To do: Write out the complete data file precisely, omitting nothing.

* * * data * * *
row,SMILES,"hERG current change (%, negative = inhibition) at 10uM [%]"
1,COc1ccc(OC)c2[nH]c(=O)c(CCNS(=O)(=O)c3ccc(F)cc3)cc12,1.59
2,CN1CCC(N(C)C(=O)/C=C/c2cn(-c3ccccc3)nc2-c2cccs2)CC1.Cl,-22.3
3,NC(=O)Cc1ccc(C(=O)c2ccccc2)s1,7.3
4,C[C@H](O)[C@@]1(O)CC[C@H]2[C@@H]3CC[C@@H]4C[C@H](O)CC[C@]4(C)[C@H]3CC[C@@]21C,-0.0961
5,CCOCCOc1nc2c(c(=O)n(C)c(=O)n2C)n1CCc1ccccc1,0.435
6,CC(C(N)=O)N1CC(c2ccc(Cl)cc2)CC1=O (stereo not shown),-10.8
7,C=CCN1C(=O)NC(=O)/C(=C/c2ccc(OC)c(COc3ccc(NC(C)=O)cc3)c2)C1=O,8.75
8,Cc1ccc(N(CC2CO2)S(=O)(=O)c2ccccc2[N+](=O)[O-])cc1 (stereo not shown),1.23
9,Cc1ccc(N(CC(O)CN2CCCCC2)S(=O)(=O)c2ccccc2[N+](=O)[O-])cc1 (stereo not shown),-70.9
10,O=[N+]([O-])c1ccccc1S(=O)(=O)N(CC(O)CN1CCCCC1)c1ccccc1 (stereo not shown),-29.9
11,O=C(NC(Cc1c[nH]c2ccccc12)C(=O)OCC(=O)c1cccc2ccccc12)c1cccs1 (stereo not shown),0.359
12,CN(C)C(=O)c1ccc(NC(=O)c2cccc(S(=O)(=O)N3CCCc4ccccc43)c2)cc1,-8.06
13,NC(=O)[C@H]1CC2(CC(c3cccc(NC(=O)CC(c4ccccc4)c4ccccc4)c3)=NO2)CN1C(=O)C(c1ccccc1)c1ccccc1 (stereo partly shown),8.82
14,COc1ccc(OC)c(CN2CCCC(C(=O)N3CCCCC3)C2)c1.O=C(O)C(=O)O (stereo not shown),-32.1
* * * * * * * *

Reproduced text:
row,SMILES,"hERG current change (%, negative = inhibition) at 10uM [%]"
1,COc1ccc(OC)c2[nH]c(=O)c(CCNS(=O)(=O)c3ccc(F)cc3)cc12,1.59
2,CN1CCC(N(C)C(=O)/C=C/c2cn(-c3ccccc3)nc2-c2cccs2)CC1.Cl,-22.3
3,NC(=O)Cc1ccc(C(=O)c2ccccc2)s1,7.3
4,C[C@H](O)[C@@]1(O)CC[C@H]2[C@@H]3CC[C@@H]4C[C@H](O)CC[C@]4(C)[C@H]3CC[C@@]21C,-0.0961
5,CCOCCOc1nc2c(c(=O)n(C)c(=O)n2C)n1CCc1ccccc1,0.435
6,CC(C(N)=O)N1CC(c2ccc(Cl)cc2)CC1=O (stereo not shown),-10.8
7,C=CCN1C(=O)NC(=O)/C(=C/c2ccc(OC)c(COc3ccc(NC(C)=O)cc3)c2)C1=O,8.75
8,Cc1ccc(N(CC2CO2)S(=O)(=O)c2ccccc2[N+](=O)[O-])cc1 (stereo not shown),1.23
9,Cc1ccc(N(CC(O)CN2CCCCC2)S(=O)(=O)c2ccccc2[N+](=O)[O-])cc1 (stereo not shown),-70.9
10,O=[N+]([O-])c1ccccc1S(=O)(=O)N(CC(O)CN1CCCCC1)c1ccccc1 (stereo not shown),-29.9
11,O=C(NC(Cc1c[nH]c2ccccc12)C(=O)OCC(=O)c1cccc2ccccc12)c1cccs1 (stereo not shown),0.359
12,CN(C)C(=O)c1ccc(NC(=O)c2cccc(S(=O)(=O)N3CCCc4ccccc43)c2)cc1,-8.06
13,NC(=O)[C@H]1CC2(CC(c3cccc(NC(=O)CC(c4ccccc4)c4ccccc4)c3)=NO2)CN1C(=O)C(c1ccccc1)c1ccccc1 (stereo partly shown),8.82
14,COc1ccc(OC)c(CN2CCCC(C(=O)N3CCCCC3)C2)c1.O=C(O)C(=O)O (stereo not shown),-32.1